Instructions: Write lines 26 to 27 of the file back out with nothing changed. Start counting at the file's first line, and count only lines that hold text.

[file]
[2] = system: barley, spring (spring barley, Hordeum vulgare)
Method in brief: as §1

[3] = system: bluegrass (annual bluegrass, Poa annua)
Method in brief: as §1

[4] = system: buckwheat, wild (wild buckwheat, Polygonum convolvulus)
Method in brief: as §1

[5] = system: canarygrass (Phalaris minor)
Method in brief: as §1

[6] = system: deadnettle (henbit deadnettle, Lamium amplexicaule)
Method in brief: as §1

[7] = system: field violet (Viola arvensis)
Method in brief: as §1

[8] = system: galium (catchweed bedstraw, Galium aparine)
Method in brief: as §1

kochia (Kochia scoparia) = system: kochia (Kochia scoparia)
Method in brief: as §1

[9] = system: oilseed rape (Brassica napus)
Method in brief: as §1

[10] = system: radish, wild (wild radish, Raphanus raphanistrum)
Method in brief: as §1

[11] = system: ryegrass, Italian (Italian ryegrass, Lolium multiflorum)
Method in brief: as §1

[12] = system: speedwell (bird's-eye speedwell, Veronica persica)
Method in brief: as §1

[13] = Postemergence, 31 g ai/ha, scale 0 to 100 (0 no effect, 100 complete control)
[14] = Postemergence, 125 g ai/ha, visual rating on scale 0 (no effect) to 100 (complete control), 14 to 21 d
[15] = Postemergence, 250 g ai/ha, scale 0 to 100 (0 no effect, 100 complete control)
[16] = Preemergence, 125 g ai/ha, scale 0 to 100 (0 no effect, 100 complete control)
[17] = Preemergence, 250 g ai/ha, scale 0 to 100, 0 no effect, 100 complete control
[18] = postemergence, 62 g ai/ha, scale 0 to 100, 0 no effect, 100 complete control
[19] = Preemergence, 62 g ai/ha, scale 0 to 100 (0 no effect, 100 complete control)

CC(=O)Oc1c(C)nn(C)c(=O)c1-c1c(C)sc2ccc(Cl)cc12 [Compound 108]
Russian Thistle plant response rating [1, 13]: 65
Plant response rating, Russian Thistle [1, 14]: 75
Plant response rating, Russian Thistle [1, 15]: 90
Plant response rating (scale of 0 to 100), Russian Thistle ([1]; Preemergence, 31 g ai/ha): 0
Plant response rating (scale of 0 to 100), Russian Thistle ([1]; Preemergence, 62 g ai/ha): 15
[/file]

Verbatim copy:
[14] = Postemergence, 125 g ai/ha, visual rating on scale 0 (no effect) to 100 (complete control), 14 to 21 d
[15] = Postemergence, 250 g ai/ha, scale 0 to 100 (0 no effect, 100 complete control)